This has been a long, extremely frustrating experience with little communication from Blogger, which is owned by Google. There was not much buzz about it on the Internet either, which kind of surprised me. But then I realized that the professional bloggers (those who earn a significant income from their blogs) are not on the Blogger platform. I am positive that had the professional bloggers been shut down, the issue would have been resolved in a day or two.

Two days ago Blogger stated the the problem was resolved, so I waited in vain for my blog to come back up. Back in the forum, which was the only place I could find any information at all, I could see that others were not back online either. The forum moderator kept telling us that we need to add two CNAMES. I don't even know what that means, let alone where I was supposed to add them. The reason I chose my domain name through Google, who then turfs the sale off to either Go Daddy or eNom, is because Google said they would do all the redirecting of the blog. I would not have to do anything. Ha, ha.

So you would think that the least Blogger would have done is issue a set of step by step instructions. Most of us are not techies - if we were, we would be over on WordPress and not on Blogger. Instead, we are all asking the same questions over and over in the forum trying to figure out what we are supposed to do. One gal finally posted what she had done to get the CNAMES and place them where they are supposed to go. God bless her! But when I tried to follow her steps, I could not find the CNAMES where she said she had found hers. I suspect that she was sent to Go Daddy for her domain name and not eNom where I was sent.

At that point I copied all the notes I had and sent them off to my daughter to see if she could see what I was missing. As you can tell by the fact that I am able to post, she got the blog live again. It works for the old domain of, but if you try you still get the 404 error. Half the issue is solved for now. The site will probably be down again at some point while she tries something new. Patience...

Tuesday, September 11, 2012

Blogging for Authors

Blogging for Authors
Saturday Linda Austin, who blogs at, and I conducted a two hour workshop for St. Louis Publishers Association members who were interested in learning why it is important for authors to blog. Originally we intended to limit the group to fifteen, but we had eighteen people eagerly sign up and we even had to turn someone away. It is obvious that our members have an interest in social media but due to variations in the level of knowledge it is hard to talk about these subjects at our monthly meetings where the attendance is much larger. Having a smaller session geared towards beginning bloggers definitely helped us to define what should be covered.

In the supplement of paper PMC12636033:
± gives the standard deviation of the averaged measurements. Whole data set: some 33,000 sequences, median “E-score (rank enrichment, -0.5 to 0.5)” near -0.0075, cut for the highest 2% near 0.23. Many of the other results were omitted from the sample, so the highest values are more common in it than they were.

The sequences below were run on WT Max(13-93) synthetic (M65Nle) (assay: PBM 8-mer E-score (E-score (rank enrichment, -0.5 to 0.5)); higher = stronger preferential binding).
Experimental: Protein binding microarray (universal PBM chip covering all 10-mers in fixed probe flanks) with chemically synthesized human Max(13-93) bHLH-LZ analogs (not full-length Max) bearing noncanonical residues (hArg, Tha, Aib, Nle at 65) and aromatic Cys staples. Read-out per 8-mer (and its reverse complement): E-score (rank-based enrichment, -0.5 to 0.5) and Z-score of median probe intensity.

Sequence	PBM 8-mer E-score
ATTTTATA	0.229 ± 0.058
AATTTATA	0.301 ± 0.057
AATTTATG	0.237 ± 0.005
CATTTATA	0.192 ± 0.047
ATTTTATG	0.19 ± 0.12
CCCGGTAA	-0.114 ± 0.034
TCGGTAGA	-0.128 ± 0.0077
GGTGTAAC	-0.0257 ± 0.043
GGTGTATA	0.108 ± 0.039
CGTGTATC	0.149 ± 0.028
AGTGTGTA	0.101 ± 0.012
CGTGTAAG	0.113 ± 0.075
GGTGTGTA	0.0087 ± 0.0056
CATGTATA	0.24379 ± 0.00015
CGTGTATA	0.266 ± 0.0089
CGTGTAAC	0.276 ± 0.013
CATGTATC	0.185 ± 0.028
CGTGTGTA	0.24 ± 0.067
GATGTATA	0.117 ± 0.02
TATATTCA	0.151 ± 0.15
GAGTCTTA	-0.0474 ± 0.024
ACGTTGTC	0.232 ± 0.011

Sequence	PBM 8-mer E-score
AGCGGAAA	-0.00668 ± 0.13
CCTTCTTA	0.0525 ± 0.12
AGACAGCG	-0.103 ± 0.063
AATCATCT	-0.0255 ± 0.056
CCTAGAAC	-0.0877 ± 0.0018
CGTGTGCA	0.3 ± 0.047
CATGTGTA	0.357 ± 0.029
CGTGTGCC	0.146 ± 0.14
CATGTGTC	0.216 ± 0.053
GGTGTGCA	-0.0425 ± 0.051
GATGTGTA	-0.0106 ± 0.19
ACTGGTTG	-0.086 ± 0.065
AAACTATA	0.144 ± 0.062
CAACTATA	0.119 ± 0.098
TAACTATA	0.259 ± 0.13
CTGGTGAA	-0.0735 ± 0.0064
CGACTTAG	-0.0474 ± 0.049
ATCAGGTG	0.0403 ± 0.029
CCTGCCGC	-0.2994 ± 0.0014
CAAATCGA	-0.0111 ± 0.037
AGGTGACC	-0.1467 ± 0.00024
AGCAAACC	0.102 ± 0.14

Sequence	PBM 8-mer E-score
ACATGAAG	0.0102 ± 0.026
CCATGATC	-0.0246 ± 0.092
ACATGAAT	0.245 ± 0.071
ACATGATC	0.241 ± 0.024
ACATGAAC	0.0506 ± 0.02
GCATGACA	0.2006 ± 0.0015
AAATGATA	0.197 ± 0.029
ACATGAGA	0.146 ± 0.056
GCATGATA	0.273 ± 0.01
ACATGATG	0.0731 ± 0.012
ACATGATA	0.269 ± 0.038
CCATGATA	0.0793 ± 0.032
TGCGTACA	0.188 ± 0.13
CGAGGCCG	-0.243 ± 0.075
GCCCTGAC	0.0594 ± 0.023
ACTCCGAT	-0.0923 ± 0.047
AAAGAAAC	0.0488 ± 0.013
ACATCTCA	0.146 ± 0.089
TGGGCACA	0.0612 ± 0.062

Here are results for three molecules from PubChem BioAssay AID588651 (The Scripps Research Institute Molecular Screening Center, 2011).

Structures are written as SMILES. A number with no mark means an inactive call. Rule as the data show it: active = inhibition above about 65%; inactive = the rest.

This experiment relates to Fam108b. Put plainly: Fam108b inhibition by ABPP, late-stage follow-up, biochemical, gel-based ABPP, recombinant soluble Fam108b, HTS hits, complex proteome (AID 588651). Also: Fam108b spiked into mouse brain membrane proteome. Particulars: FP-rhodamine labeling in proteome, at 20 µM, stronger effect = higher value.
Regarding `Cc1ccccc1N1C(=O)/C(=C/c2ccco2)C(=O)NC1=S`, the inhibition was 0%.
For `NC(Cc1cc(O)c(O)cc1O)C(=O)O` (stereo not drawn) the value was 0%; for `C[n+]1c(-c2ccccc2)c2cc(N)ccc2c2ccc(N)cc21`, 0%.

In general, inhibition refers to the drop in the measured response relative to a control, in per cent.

The workshop began with me covering the reasons why having a blog instead of just a website makes more sense for authors, free versus paid blogging platforms along with the pros and cons of each, why and how to purchase a domain name, and considerations in deciding what to call your blog. Because I have two blogs on a free platform (Blogger) and one on a paid platform (Wordpress), I briefly pulled up my sites to give the attendees an idea of what they look like.

Linda Austin & Kim Wolterman at Blogging for Authors

Linda followed up by using the blog of her publishing company, Moonbridge Books, to illustrate the different segments that authors might want to have on their blogs such as blog posts, an About page, a listing of blog posts, pictures of book covers, and ways for followers to share posts on social media. She also discussed what to blog about, how often to post and the importance of interacting with readers. The audience was very engaged and asked a lot of good questions. We received seventeen completed evaluation forms, which is outstanding, and the feedback was very positive. So I do believe that Linda and I will be conducting future workshops together, with the next most likely being Twitter for Authors.

It was interesting to prepare for the workshop as I learned a few things myself. I will probably be re-working a bit, and I definitely want to purchase domain names for my two Blogger sites. In fact, I bought the domain name for this particular blog Saturday night. As of today, the new name is still getting the dreaded 404 code error - the requested URL was not found on this server. I will talk about this more in my next post.